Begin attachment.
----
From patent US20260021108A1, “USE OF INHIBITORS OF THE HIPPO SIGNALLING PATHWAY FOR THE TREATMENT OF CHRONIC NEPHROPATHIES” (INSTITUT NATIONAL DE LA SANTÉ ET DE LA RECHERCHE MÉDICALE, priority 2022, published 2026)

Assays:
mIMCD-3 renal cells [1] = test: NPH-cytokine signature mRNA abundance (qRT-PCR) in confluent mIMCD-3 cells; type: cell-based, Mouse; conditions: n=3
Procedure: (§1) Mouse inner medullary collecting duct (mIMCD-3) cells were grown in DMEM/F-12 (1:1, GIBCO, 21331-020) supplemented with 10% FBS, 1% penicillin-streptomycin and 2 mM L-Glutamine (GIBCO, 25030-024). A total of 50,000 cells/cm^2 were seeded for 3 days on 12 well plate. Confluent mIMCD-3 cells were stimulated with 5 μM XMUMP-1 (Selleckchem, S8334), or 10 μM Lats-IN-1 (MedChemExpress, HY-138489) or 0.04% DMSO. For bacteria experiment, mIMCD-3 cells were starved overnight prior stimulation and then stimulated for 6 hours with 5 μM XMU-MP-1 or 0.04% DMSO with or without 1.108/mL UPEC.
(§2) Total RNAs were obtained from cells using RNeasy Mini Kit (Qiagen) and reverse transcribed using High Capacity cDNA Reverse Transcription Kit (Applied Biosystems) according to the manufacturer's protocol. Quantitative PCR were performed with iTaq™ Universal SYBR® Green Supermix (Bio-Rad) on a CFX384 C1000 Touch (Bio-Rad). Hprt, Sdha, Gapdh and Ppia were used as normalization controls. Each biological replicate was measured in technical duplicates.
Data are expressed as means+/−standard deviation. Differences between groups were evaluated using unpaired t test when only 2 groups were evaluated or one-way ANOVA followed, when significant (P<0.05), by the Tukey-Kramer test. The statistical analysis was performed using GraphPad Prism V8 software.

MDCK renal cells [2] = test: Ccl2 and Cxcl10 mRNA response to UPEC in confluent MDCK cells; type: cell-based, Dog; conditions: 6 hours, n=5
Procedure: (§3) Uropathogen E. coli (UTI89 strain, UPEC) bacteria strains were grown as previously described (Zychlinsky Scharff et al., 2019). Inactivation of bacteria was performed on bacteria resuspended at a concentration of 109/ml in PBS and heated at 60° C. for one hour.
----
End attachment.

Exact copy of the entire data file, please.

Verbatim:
From patent US20260021108A1, “USE OF INHIBITORS OF THE HIPPO SIGNALLING PATHWAY FOR THE TREATMENT OF CHRONIC NEPHROPATHIES” (INSTITUT NATIONAL DE LA SANTÉ ET DE LA RECHERCHE MÉDICALE, priority 2022, published 2026)

Assays:
mIMCD-3 renal cells [1] = test: NPH-cytokine signature mRNA abundance (qRT-PCR) in confluent mIMCD-3 cells; type: cell-based, Mouse; conditions: n=3
Procedure: (§1) Mouse inner medullary collecting duct (mIMCD-3) cells were grown in DMEM/F-12 (1:1, GIBCO, 21331-020) supplemented with 10% FBS, 1% penicillin-streptomycin and 2 mM L-Glutamine (GIBCO, 25030-024). A total of 50,000 cells/cm^2 were seeded for 3 days on 12 well plate. Confluent mIMCD-3 cells were stimulated with 5 μM XMUMP-1 (Selleckchem, S8334), or 10 μM Lats-IN-1 (MedChemExpress, HY-138489) or 0.04% DMSO. For bacteria experiment, mIMCD-3 cells were starved overnight prior stimulation and then stimulated for 6 hours with 5 μM XMU-MP-1 or 0.04% DMSO with or without 1.108/mL UPEC.
(§2) Total RNAs were obtained from cells using RNeasy Mini Kit (Qiagen) and reverse transcribed using High Capacity cDNA Reverse Transcription Kit (Applied Biosystems) according to the manufacturer's protocol. Quantitative PCR were performed with iTaq™ Universal SYBR® Green Supermix (Bio-Rad) on a CFX384 C1000 Touch (Bio-Rad). Hprt, Sdha, Gapdh and Ppia were used as normalization controls. Each biological replicate was measured in technical duplicates.
Data are expressed as means+/−standard deviation. Differences between groups were evaluated using unpaired t test when only 2 groups were evaluated or one-way ANOVA followed, when significant (P<0.05), by the Tukey-Kramer test. The statistical analysis was performed using GraphPad Prism V8 software.

MDCK renal cells [2] = test: Ccl2 and Cxcl10 mRNA response to UPEC in confluent MDCK cells; type: cell-based, Dog; conditions: 6 hours, n=5
Procedure: (§3) Uropathogen E. coli (UTI89 strain, UPEC) bacteria strains were grown as previously described (Zychlinsky Scharff et al., 2019). Inactivation of bacteria was performed on bacteria resuspended at a concentration of 109/ml in PBS and heated at 60° C. for one hour.